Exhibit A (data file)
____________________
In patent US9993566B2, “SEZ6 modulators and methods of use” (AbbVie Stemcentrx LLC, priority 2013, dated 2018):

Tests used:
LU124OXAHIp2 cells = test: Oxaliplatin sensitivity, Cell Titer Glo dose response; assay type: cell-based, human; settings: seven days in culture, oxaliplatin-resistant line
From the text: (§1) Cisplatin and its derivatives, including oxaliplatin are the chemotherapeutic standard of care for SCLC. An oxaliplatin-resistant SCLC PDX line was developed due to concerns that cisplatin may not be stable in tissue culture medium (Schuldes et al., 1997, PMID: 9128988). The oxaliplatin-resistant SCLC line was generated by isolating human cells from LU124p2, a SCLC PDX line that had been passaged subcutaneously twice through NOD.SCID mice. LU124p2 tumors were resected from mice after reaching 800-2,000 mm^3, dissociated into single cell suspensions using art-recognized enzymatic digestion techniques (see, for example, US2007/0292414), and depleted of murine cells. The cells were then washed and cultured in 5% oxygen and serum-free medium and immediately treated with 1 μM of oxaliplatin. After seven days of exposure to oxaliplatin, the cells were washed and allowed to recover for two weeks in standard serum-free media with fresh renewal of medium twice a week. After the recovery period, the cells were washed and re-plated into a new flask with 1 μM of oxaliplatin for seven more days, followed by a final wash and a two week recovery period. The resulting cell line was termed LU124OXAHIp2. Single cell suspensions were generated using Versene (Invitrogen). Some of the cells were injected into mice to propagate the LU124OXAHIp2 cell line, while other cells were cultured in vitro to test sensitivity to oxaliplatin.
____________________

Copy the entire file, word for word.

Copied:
In patent US9993566B2, “SEZ6 modulators and methods of use” (AbbVie Stemcentrx LLC, priority 2013, dated 2018):

Tests used:
LU124OXAHIp2 cells = test: Oxaliplatin sensitivity, Cell Titer Glo dose response; assay type: cell-based, human; settings: seven days in culture, oxaliplatin-resistant line
From the text: (§1) Cisplatin and its derivatives, including oxaliplatin are the chemotherapeutic standard of care for SCLC. An oxaliplatin-resistant SCLC PDX line was developed due to concerns that cisplatin may not be stable in tissue culture medium (Schuldes et al., 1997, PMID: 9128988). The oxaliplatin-resistant SCLC line was generated by isolating human cells from LU124p2, a SCLC PDX line that had been passaged subcutaneously twice through NOD.SCID mice. LU124p2 tumors were resected from mice after reaching 800-2,000 mm^3, dissociated into single cell suspensions using art-recognized enzymatic digestion techniques (see, for example, US2007/0292414), and depleted of murine cells. The cells were then washed and cultured in 5% oxygen and serum-free medium and immediately treated with 1 μM of oxaliplatin. After seven days of exposure to oxaliplatin, the cells were washed and allowed to recover for two weeks in standard serum-free media with fresh renewal of medium twice a week. After the recovery period, the cells were washed and re-plated into a new flask with 1 μM of oxaliplatin for seven more days, followed by a final wash and a two week recovery period. The resulting cell line was termed LU124OXAHIp2. Single cell suspensions were generated using Versene (Invitrogen). Some of the cells were injected into mice to propagate the LU124OXAHIp2 cell line, while other cells were cultured in vitro to test sensitivity to oxaliplatin.